Trial results showed a reduction of 61% in disease progression in both primary efficacy endpoints measuring cognition and activities of daily living at 14 months.
Merce Boada, MD, PhD
A recent analysis on Alzheimer Management by Albumin Replacement (AMBAR) data, presented at the Clinical Trials on Alzheimer’s Disease Congress in Barcelona, Spain, has shown positive, highly relevant results in a cohort of patients with moderate Alzheimer disease.
Based on the combination of plasmapheresis with Albutein 20%, AMBAR demonstrated a significant reduction in the progression of the disease in patients with moderate Alzheimer disease.
“We are very pleased with the results and we celebrate them as a breath of fresh air that brings hope to the Alzheimer’s patients and their families. This is the most significant development in the treatment of patients with moderate Alzheimer’s disease in over 15 years,” Mercé Boada, MD, PhD, Director of Fundació ACE, said in a statement. “As a clinician it is also important to note that this procedure is safe and feasible. We have conducted more than 1000 plasma exchanges in our center and close to 5000 in the total study.”
AMBAR, a randomized blinded and placebo controlled, parallel group phase 2b/3 clinical trial, that enrolled 496 mild and moderate participants with Alzheimer from 41 treatment centers in Europe and the United States, evaluated the safety and efficacy of short-term plasma exchange followed by long-term plasmapheresis with infusion of human Albumin combined with intravenous immunoglobulin. Participants, 55­—85 years old, were randomized to 1 placebo group and 3 treatment groups— plasma exchange with Albumin 20% and immune globulin intravenous (IGIV), high dose; plasma exchange with Albumin 20% and IGI, low dose; and plasma exchange with Albumin 20%, low dose. Treatment lasted 14 months and was divided into 2 phases: a 6-week initial phase common to all participants, followed by a 12-month second phase where different volumes and concentrations of Albumin were administered to different groups.
The trial was designed to evaluate whether the progression of Alzheimer could be stabilized through plasma exchange and is based on the hypothesis that most of the amyloid-beta protein is bound to Albumin and circulates in plasma.
The efficacy of treatment was evaluated by changes in cognition, assessed by the Alzheimer’s Disease Assessment Scale-cognitive (ADAS-Cog), and daily living activities scores assessed by the Alzheimer’s Disease Cooperative Study-Activities of Daily Living (ADCS-ADL) scales at 14 months of treatment. Secondary outcome measures included cognition measured by ADAS-Cog and activities of daily living measured by ADCS-ADL at intermediate points along with other variables of function and cognition. The prespecified primary analysis performed on the study population included assessment of the differences to placebo in the primary outcomes of the following study arms: 3 combinations of plasmapheresis with Albumin 20% and IGIV replacement that shared the same volume of plasma removed regardless of the arm; an arm with all patients treated with plasmapheresis; and an arm that included all patients treated with plasmapheresis analyzed by disease severity.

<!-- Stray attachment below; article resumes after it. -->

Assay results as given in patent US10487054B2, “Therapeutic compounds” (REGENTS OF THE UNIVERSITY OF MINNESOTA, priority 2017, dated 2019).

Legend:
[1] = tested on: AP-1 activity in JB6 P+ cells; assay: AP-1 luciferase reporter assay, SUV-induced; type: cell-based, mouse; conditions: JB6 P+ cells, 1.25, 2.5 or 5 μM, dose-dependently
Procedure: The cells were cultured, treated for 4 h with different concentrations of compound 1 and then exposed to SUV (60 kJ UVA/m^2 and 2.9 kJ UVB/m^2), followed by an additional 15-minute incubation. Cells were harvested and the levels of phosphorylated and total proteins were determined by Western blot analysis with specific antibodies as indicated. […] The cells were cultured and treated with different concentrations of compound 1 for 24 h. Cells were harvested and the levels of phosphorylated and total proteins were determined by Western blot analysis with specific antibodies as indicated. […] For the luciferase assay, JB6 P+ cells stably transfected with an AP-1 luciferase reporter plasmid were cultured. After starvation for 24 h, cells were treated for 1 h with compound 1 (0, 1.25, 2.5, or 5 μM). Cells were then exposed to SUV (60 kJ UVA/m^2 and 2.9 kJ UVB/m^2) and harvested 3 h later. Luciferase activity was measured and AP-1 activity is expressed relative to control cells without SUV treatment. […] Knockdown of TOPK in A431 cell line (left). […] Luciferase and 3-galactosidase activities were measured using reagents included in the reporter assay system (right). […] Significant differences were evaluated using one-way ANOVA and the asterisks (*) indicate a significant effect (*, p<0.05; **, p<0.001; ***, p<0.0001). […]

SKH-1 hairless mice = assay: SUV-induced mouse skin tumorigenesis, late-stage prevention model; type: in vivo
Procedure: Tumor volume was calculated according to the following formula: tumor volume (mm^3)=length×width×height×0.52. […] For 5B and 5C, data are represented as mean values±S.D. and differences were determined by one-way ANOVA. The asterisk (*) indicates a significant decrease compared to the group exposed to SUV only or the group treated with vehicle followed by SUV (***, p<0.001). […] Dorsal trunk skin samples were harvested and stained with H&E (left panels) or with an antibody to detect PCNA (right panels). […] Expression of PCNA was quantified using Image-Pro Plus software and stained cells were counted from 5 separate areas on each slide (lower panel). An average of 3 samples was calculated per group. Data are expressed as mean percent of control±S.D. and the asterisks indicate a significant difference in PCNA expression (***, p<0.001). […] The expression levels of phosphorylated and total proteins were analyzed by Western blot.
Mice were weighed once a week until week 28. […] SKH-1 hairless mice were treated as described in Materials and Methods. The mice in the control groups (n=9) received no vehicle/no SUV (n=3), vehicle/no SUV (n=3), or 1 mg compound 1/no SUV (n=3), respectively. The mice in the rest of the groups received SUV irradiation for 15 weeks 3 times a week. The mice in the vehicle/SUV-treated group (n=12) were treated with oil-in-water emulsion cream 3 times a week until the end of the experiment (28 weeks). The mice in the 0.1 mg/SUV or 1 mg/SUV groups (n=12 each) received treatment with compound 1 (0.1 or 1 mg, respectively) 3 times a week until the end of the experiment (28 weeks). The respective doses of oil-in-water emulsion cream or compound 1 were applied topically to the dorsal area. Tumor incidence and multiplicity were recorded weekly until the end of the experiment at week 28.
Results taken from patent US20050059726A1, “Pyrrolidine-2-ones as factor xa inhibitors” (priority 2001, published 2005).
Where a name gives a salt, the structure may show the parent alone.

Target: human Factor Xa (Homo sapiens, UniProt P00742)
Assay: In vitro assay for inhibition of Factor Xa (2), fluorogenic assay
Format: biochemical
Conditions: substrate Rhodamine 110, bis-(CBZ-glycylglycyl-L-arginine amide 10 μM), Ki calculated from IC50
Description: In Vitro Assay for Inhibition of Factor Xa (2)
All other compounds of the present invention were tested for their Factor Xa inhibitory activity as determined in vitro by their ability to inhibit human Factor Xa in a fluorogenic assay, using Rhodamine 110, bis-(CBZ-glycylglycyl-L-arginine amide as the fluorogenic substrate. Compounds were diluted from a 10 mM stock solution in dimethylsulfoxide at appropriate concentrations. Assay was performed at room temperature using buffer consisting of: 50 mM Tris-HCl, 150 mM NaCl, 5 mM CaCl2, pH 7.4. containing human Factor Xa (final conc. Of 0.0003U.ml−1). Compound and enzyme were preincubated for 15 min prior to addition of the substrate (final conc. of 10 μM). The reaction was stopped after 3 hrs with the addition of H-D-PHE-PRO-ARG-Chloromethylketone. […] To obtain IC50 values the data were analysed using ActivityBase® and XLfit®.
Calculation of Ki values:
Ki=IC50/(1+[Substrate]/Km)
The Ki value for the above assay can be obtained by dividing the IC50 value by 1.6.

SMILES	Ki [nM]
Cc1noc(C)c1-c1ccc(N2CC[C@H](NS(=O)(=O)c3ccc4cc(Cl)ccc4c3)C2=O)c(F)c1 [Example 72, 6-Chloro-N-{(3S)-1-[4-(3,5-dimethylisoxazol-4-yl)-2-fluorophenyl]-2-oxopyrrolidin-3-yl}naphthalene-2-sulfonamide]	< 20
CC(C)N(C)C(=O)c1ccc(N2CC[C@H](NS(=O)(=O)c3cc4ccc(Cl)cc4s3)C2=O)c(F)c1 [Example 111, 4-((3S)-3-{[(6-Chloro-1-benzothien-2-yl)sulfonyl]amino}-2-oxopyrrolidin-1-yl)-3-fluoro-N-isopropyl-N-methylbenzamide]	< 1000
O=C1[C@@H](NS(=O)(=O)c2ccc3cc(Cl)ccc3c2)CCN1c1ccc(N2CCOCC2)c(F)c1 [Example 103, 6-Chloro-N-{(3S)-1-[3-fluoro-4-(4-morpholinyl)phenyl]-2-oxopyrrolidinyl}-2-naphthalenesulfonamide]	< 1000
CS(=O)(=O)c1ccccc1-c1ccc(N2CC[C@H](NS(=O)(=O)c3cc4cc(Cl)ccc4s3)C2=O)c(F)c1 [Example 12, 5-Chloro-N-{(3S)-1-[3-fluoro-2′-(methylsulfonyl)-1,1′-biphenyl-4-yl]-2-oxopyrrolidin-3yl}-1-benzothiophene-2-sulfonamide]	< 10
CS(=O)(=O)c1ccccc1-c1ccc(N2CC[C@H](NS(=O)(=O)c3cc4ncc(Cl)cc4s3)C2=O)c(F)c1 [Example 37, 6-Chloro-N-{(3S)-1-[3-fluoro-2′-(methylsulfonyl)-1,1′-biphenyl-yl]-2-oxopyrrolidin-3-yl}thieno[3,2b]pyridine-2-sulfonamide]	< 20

The differences between the treatment arms and placebo showed between 50%­—75% less decline for the ADAS-Cog scale and between 42%–70% less decline for the ADCS-ADL scale in the treated participants. In the arm with all participants treated with plasma exchange the difference to placebo achieved a 66% less decline for the ADAS-Cog scale with a statistical significance of .06 and a 52% less decline for the ADCS-ADL scale with a statistical significance of .03.
In the treatment arm where all participants were treated with plasma exchanged analyzed by disease severity, those with mild Alzheimer did not decline, however, the same lack of progression was observed in the placebo for both ADAS-Cog and ADCS-ADL scales. According to Grifols, this suggests that more follow-up time is needed in order to observe disease progression in a milder state. Participants with moderate Alzheimer treated with plasma exchanged showed a 61% less decline compared to placebo across the primary efficacy endpoints measured by ADAS-Cog and ADCS-ADL scales with statistical significances of .05 and .002, respectively. Researchers also reported that moderate Alzheimer participants analyzed by plasma exchange combination type, all 3 combinations achieved statistical significance for ADCS-ADL.
Grifols demonstrates a significant reduction (61%) in the progression of moderate Alzheimer’s disease using its AMBAR treatment protocol [news release]. Barcelona, Spain: Grifols; Oct. 26, 2018. https://www.grifols.com/documents/10192/59655359/np-20181027-en/2919b97e-9f65-482c-a7e8-98be4db7559b. Accessed Oct. 30, 2018.